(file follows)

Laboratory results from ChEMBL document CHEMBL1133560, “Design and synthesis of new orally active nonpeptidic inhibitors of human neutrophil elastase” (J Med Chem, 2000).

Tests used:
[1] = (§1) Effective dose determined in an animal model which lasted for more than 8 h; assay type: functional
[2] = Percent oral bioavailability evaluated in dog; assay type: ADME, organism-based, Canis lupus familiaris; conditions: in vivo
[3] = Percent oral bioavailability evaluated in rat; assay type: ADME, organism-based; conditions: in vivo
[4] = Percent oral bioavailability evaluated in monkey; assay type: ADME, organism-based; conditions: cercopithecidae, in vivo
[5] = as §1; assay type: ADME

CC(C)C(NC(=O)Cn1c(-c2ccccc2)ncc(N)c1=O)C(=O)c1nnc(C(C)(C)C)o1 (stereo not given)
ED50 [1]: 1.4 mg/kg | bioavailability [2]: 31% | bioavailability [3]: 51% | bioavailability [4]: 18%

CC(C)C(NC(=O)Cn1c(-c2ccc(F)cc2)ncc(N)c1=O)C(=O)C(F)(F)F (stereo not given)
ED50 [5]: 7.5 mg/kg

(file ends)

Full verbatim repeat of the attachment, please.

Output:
Laboratory results from ChEMBL document CHEMBL1133560, “Design and synthesis of new orally active nonpeptidic inhibitors of human neutrophil elastase” (J Med Chem, 2000).

Tests used:
[1] = (§1) Effective dose determined in an animal model which lasted for more than 8 h; assay type: functional
[2] = Percent oral bioavailability evaluated in dog; assay type: ADME, organism-based, Canis lupus familiaris; conditions: in vivo
[3] = Percent oral bioavailability evaluated in rat; assay type: ADME, organism-based; conditions: in vivo
[4] = Percent oral bioavailability evaluated in monkey; assay type: ADME, organism-based; conditions: cercopithecidae, in vivo
[5] = as §1; assay type: ADME

CC(C)C(NC(=O)Cn1c(-c2ccccc2)ncc(N)c1=O)C(=O)c1nnc(C(C)(C)C)o1 (stereo not given)
ED50 [1]: 1.4 mg/kg | bioavailability [2]: 31% | bioavailability [3]: 51% | bioavailability [4]: 18%

CC(C)C(NC(=O)Cn1c(-c2ccc(F)cc2)ncc(N)c1=O)C(=O)C(F)(F)F (stereo not given)
ED50 [5]: 7.5 mg/kg